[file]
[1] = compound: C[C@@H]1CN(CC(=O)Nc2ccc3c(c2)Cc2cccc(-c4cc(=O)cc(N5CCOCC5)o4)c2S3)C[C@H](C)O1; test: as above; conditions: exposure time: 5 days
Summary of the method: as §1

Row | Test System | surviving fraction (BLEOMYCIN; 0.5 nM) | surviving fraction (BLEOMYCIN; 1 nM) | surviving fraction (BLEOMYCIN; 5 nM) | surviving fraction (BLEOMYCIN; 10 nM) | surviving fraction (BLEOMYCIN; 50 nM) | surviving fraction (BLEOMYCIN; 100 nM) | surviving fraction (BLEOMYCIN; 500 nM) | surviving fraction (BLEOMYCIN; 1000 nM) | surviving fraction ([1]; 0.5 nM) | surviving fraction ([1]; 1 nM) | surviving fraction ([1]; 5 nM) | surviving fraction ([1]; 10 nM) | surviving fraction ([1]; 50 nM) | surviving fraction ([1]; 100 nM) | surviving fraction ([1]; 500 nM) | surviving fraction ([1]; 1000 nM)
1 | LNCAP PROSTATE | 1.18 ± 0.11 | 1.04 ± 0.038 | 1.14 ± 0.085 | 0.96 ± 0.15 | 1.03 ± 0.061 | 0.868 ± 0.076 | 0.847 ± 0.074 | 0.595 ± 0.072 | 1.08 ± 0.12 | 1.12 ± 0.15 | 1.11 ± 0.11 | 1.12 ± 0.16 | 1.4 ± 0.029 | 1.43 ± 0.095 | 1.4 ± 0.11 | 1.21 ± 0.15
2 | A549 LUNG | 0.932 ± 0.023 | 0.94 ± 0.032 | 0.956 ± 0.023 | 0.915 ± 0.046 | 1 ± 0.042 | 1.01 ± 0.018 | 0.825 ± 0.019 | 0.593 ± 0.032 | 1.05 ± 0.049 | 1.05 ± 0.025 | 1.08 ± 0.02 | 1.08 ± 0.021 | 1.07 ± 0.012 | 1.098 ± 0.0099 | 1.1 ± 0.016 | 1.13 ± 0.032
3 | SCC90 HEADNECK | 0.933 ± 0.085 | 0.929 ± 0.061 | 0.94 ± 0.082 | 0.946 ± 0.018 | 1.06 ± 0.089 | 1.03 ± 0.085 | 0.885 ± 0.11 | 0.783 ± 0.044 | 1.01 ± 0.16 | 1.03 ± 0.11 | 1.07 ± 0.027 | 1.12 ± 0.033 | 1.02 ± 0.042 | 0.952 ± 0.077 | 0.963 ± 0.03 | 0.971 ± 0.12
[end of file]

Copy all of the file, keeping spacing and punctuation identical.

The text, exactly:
[1] = compound: C[C@@H]1CN(CC(=O)Nc2ccc3c(c2)Cc2cccc(-c4cc(=O)cc(N5CCOCC5)o4)c2S3)C[C@H](C)O1; test: as above; conditions: exposure time: 5 days
Summary of the method: as §1

Row | Test System | surviving fraction (BLEOMYCIN; 0.5 nM) | surviving fraction (BLEOMYCIN; 1 nM) | surviving fraction (BLEOMYCIN; 5 nM) | surviving fraction (BLEOMYCIN; 10 nM) | surviving fraction (BLEOMYCIN; 50 nM) | surviving fraction (BLEOMYCIN; 100 nM) | surviving fraction (BLEOMYCIN; 500 nM) | surviving fraction (BLEOMYCIN; 1000 nM) | surviving fraction ([1]; 0.5 nM) | surviving fraction ([1]; 1 nM) | surviving fraction ([1]; 5 nM) | surviving fraction ([1]; 10 nM) | surviving fraction ([1]; 50 nM) | surviving fraction ([1]; 100 nM) | surviving fraction ([1]; 500 nM) | surviving fraction ([1]; 1000 nM)
1 | LNCAP PROSTATE | 1.18 ± 0.11 | 1.04 ± 0.038 | 1.14 ± 0.085 | 0.96 ± 0.15 | 1.03 ± 0.061 | 0.868 ± 0.076 | 0.847 ± 0.074 | 0.595 ± 0.072 | 1.08 ± 0.12 | 1.12 ± 0.15 | 1.11 ± 0.11 | 1.12 ± 0.16 | 1.4 ± 0.029 | 1.43 ± 0.095 | 1.4 ± 0.11 | 1.21 ± 0.15
2 | A549 LUNG | 0.932 ± 0.023 | 0.94 ± 0.032 | 0.956 ± 0.023 | 0.915 ± 0.046 | 1 ± 0.042 | 1.01 ± 0.018 | 0.825 ± 0.019 | 0.593 ± 0.032 | 1.05 ± 0.049 | 1.05 ± 0.025 | 1.08 ± 0.02 | 1.08 ± 0.021 | 1.07 ± 0.012 | 1.098 ± 0.0099 | 1.1 ± 0.016 | 1.13 ± 0.032
3 | SCC90 HEADNECK | 0.933 ± 0.085 | 0.929 ± 0.061 | 0.94 ± 0.082 | 0.946 ± 0.018 | 1.06 ± 0.089 | 1.03 ± 0.085 | 0.885 ± 0.11 | 0.783 ± 0.044 | 1.01 ± 0.16 | 1.03 ± 0.11 | 1.07 ± 0.027 | 1.12 ± 0.033 | 1.02 ± 0.042 | 0.952 ± 0.077 | 0.963 ± 0.03 | 0.971 ± 0.12